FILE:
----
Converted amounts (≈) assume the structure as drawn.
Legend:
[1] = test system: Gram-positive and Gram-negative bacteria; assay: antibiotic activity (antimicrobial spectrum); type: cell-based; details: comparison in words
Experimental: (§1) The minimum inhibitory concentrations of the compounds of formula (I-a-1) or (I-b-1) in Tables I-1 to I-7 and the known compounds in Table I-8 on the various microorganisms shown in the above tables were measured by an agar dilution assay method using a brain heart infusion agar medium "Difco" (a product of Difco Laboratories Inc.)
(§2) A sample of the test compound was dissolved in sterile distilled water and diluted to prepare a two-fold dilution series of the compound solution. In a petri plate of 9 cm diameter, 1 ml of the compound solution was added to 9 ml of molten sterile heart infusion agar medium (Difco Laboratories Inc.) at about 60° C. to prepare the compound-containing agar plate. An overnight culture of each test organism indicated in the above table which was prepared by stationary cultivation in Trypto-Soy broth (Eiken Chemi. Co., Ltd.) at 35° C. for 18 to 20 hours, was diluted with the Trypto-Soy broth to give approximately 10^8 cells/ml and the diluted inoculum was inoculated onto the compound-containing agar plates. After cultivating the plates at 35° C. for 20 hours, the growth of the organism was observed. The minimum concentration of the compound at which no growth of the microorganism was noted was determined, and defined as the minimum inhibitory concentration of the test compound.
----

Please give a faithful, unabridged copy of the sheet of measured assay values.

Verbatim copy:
Converted amounts (≈) assume the structure as drawn.
Legend:
[1] = test system: Gram-positive and Gram-negative bacteria; assay: antibiotic activity (antimicrobial spectrum); type: cell-based; details: comparison in words
Experimental: (§1) The minimum inhibitory concentrations of the compounds of formula (I-a-1) or (I-b-1) in Tables I-1 to I-7 and the known compounds in Table I-8 on the various microorganisms shown in the above tables were measured by an agar dilution assay method using a brain heart infusion agar medium "Difco" (a product of Difco Laboratories Inc.)
(§2) A sample of the test compound was dissolved in sterile distilled water and diluted to prepare a two-fold dilution series of the compound solution. In a petri plate of 9 cm diameter, 1 ml of the compound solution was added to 9 ml of molten sterile heart infusion agar medium (Difco Laboratories Inc.) at about 60° C. to prepare the compound-containing agar plate. An overnight culture of each test organism indicated in the above table which was prepared by stationary cultivation in Trypto-Soy broth (Eiken Chemi. Co., Ltd.) at 35° C. for 18 to 20 hours, was diluted with the Trypto-Soy broth to give approximately 10^8 cells/ml and the diluted inoculum was inoculated onto the compound-containing agar plates. After cultivating the plates at 35° C. for 20 hours, the growth of the organism was observed. The minimum concentration of the compound at which no growth of the microorganism was noted was determined, and defined as the minimum inhibitory concentration of the test compound.